Terrified by finding the door to the basement open, Brian, wisely, calls 911 and asks for them to send someone over to investigate. Unfortunately, the noise wakes his mother.
“My officer is there. He’s run them off.”
“Did he see who it was?”
“He’ll tell you himself. Is your mother with you?”
“I’m up in her room like you said.”
“It should be safe to go to the door and let the officer in. He’s walking onto your porch and should ring the bell any second.”
The doorbell chimed. Brian took his staff and ran down the stairs to the door. A uniformed officer stood there, talking into his radio.
“Can you see his badge number?”
“Read it to me.”
Brian read off the number and the man’s name. The dispatcher told him it was safe to open the door and hung up.
“You the kid who called in?” The police officer stood on the front porch. He looked upset and disheveled.
His mother spoke behind him as she came down the stairs. “Did you see who it was, officer?”
“Sure as hell did. Somehow a black bear got in through the outside door. He charged me as I came down the steps.”
“My son said that the inside door from the kitchen was open. We keep that door bolted.”
“I don’t know about that, ma’am. All I saw was five hundred pounds of teeth and fur headed my way.”
“Are you all right?”
“Yes, Mrs. Casey. I’m fine. Shaken up some. If it’s okay, I’ll come in and check the house just to be sure.”
“Certainly. I’ll make some tea. I don’t think I’m going back to sleep anytime soon.”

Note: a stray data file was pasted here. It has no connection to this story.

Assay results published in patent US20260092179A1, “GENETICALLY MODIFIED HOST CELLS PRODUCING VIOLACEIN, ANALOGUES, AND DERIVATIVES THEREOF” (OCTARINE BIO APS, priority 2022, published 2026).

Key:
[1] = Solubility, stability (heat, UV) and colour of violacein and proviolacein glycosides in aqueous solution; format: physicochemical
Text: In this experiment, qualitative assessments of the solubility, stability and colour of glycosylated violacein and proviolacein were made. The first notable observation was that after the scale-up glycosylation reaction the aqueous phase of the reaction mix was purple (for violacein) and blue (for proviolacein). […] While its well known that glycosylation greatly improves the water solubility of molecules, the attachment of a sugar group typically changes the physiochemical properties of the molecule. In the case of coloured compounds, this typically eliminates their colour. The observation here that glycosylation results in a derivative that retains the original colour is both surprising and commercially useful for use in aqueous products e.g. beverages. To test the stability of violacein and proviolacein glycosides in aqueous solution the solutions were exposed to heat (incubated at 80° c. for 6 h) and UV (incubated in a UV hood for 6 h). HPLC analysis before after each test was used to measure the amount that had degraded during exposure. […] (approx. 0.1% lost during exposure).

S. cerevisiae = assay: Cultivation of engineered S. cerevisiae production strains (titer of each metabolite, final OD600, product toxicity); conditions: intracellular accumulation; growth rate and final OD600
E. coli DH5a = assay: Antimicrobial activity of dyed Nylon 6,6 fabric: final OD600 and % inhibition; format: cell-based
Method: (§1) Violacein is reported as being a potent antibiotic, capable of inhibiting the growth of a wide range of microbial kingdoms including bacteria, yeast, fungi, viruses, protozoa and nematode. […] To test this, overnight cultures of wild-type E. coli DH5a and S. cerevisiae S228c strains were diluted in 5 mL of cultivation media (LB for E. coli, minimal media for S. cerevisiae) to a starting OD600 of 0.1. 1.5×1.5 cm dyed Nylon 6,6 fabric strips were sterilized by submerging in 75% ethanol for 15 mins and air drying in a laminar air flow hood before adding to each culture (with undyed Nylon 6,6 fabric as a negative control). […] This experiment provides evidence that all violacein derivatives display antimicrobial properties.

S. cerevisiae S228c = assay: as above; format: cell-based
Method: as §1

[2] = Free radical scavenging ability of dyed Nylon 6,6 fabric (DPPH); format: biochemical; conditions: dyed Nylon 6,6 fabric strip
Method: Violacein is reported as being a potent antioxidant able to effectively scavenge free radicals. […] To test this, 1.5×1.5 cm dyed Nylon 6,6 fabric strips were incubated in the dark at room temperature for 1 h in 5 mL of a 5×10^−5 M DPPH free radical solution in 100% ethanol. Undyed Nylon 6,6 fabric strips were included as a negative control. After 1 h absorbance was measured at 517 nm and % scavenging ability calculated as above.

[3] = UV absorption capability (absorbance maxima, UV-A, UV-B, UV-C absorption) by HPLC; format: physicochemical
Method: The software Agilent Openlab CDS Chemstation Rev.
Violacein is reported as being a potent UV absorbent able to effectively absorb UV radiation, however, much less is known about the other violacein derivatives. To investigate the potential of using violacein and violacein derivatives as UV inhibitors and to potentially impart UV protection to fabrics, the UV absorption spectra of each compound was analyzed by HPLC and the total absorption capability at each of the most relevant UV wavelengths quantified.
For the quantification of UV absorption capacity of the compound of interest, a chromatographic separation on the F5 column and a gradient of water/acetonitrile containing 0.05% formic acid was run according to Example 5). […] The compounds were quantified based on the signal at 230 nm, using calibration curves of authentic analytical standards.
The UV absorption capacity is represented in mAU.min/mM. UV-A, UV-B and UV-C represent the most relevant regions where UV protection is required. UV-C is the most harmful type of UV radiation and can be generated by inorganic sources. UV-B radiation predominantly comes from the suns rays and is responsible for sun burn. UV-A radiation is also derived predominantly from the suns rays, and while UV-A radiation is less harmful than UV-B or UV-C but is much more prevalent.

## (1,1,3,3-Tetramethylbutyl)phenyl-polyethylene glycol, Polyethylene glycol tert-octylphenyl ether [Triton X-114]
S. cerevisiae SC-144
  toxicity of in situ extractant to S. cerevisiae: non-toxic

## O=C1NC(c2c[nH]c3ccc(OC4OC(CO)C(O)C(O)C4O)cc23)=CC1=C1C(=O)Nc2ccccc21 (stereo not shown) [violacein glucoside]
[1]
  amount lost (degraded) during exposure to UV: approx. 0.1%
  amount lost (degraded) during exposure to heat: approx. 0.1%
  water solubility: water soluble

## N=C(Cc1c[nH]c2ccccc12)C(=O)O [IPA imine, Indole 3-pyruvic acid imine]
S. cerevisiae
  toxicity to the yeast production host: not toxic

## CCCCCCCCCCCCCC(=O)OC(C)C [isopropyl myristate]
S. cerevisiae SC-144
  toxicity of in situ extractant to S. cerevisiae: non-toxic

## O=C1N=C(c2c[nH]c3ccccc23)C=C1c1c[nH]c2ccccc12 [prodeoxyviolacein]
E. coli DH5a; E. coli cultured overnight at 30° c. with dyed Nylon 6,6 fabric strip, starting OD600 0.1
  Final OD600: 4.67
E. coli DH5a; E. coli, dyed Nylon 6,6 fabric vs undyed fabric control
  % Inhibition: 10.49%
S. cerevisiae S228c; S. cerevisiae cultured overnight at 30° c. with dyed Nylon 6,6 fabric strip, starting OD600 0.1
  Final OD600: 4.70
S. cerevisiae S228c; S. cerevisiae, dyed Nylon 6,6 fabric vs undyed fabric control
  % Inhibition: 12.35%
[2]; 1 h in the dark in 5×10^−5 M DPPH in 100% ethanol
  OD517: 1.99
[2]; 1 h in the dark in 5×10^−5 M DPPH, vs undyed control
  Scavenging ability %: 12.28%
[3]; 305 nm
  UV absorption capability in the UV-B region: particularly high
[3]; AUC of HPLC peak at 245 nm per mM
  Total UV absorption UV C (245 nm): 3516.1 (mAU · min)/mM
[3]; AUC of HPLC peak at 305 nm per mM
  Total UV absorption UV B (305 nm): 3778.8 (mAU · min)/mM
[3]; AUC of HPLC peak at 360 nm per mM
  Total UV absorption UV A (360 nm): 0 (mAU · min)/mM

The officer made a complete search of the house, including the attic, and most especially the basement. Except for a broken door, nothing was damaged. The animal must have wandered in looking for somewhere to sleep. The old stone stairway would be an inviting shelter from the chilly night.
The police officer didn’t stay, but he accepted a Styrofoam travel mug of tea from Brian’s mother. She and Brian sat down at the table after he left.
“That settles it. I’m having a carpenter come in tomorrow and put a cover over that stair. We’ll make sure it’s got a trapdoor for safety, but I won’t have another creature interrupt my night’s sleep!”
“Officer Mercer and I boarded it up, but a cover is a good idea. It looked like that bear had already been there a couple days. We might have had ourselves a winter guest if he hadn’t broken in that back door.”
Mrs. Casey shuddered. “I can’t abide bears. For some folks, it’s snakes….”
Brian chuckled. His mother had voiced that dislike many times. Living on the edge of the woods, the few bears that still lived in the state, all seemed to congregate near them. She’d had to drive them off many times, sometimes with only a broom and a loud voice.
“They’re more scared of you than you are of them, Mom.”
“Maybe, but I don’t weigh upwards of five hundred pounds, do I?”
Brian raised an eyebrow at his slender, almost frail mother. “Is that a trick question?”
“Smarty.” She swatted at him.
Laughing, Brian managed to evade her fluttering hand. When they were done with their tea, he helped her up to bed. He could tell the scare had really taken it out of her. As he shut her door, she spoke to him.
“It’s late, son. If you don’t make it to school in the morning, I’ll understand.”
“Thanks, Mom.” He was glad she’d given him permission. He hadn’t intended to go and leave her alone to cope with the carpenter. “Good night.”
Brian lay in bed, staring at the ceiling. He knew he should sleep, but he couldn’t relax. Every noise made him think again of the figures in the swamp and the bear downstairs. That image made him laugh. He could picture the police officer running away from the huge black bear.
© 2016 Dellani Oakes
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